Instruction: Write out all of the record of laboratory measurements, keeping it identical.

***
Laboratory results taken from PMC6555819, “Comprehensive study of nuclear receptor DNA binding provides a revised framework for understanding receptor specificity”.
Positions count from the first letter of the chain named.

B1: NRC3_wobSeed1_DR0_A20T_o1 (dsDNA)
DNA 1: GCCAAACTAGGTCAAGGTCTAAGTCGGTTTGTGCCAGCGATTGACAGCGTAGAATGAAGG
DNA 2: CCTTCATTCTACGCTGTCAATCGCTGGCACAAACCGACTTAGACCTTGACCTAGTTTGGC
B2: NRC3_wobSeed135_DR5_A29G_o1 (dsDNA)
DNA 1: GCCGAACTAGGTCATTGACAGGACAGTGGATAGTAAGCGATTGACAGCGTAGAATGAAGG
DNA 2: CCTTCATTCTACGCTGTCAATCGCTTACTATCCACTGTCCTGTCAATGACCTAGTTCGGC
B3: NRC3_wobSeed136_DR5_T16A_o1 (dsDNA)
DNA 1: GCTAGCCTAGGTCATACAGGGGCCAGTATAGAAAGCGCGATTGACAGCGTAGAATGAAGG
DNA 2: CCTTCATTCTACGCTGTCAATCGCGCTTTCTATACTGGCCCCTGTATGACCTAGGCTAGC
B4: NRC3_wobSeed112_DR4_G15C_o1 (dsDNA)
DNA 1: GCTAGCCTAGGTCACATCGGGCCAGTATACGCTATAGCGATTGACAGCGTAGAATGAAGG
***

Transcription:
Laboratory results taken from PMC6555819, “Comprehensive study of nuclear receptor DNA binding provides a revised framework for understanding receptor specificity”.
Positions count from the first letter of the chain named.

B1: NRC3_wobSeed1_DR0_A20T_o1 (dsDNA)
DNA 1: GCCAAACTAGGTCAAGGTCTAAGTCGGTTTGTGCCAGCGATTGACAGCGTAGAATGAAGG
DNA 2: CCTTCATTCTACGCTGTCAATCGCTGGCACAAACCGACTTAGACCTTGACCTAGTTTGGC
B2: NRC3_wobSeed135_DR5_A29G_o1 (dsDNA)
DNA 1: GCCGAACTAGGTCATTGACAGGACAGTGGATAGTAAGCGATTGACAGCGTAGAATGAAGG
DNA 2: CCTTCATTCTACGCTGTCAATCGCTTACTATCCACTGTCCTGTCAATGACCTAGTTCGGC
B3: NRC3_wobSeed136_DR5_T16A_o1 (dsDNA)
DNA 1: GCTAGCCTAGGTCATACAGGGGCCAGTATAGAAAGCGCGATTGACAGCGTAGAATGAAGG
DNA 2: CCTTCATTCTACGCTGTCAATCGCGCTTTCTATACTGGCCCCTGTATGACCTAGGCTAGC
B4: NRC3_wobSeed112_DR4_G15C_o1 (dsDNA)
DNA 1: GCTAGCCTAGGTCACATCGGGCCAGTATACGCTATAGCGATTGACAGCGTAGAATGAAGG